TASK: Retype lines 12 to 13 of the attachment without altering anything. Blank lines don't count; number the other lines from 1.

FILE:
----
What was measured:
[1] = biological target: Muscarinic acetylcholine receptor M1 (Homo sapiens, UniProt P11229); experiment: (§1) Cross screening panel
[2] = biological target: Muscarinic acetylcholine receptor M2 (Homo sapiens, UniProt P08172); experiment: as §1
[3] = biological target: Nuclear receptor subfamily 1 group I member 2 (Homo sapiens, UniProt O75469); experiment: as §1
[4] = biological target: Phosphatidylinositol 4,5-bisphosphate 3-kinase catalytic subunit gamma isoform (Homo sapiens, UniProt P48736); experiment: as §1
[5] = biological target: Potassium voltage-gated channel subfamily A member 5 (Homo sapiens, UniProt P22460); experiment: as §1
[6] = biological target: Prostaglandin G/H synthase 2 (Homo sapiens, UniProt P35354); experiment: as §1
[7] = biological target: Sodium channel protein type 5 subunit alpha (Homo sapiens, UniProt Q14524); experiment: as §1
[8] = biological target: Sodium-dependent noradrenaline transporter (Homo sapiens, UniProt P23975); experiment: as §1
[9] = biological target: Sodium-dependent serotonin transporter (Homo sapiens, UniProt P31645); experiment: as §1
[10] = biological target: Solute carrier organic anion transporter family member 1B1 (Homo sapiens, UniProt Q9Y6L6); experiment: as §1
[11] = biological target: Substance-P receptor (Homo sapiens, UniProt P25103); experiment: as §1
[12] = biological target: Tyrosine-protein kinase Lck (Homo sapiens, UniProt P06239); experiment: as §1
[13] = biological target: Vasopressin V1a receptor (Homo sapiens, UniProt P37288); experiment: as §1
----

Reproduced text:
[11] = biological target: Substance-P receptor (Homo sapiens, UniProt P25103); experiment: as §1
[12] = biological target: Tyrosine-protein kinase Lck (Homo sapiens, UniProt P06239); experiment: as §1